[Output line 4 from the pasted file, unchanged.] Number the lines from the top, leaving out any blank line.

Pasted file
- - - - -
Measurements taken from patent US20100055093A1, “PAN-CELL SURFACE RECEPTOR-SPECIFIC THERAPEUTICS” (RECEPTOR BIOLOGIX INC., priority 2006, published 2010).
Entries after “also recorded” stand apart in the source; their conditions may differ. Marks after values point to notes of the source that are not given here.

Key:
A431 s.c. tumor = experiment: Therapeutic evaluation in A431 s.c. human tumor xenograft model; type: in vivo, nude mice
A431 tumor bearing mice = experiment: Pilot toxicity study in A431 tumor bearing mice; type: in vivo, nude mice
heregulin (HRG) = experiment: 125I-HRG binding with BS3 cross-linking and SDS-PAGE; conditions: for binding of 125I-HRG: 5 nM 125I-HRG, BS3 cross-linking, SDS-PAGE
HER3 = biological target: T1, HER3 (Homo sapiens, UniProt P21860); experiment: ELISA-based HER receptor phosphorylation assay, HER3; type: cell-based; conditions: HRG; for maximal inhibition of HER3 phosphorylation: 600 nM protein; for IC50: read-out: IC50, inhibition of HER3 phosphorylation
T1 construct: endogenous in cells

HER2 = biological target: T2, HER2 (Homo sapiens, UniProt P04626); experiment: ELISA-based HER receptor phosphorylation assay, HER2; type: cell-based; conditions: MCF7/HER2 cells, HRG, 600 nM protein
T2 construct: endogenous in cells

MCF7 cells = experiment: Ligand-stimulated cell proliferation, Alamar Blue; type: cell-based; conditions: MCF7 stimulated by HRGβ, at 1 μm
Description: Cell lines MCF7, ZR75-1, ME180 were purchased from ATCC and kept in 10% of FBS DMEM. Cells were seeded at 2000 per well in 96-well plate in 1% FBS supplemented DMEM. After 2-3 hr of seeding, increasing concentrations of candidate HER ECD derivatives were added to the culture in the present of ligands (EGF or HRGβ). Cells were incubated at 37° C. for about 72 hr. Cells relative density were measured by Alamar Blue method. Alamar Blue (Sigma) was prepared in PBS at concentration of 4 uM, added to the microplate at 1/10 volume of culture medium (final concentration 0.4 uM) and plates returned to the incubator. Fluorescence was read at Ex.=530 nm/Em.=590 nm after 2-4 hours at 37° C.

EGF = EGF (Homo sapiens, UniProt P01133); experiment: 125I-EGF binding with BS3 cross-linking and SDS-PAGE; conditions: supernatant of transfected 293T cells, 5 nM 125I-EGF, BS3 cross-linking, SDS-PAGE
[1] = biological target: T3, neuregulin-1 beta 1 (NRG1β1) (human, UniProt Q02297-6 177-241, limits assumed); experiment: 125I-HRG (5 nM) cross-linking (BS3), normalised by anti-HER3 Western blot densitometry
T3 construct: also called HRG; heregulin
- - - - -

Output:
A431 s.c. tumor = experiment: Therapeutic evaluation in A431 s.c. human tumor xenograft model; type: in vivo, nude mice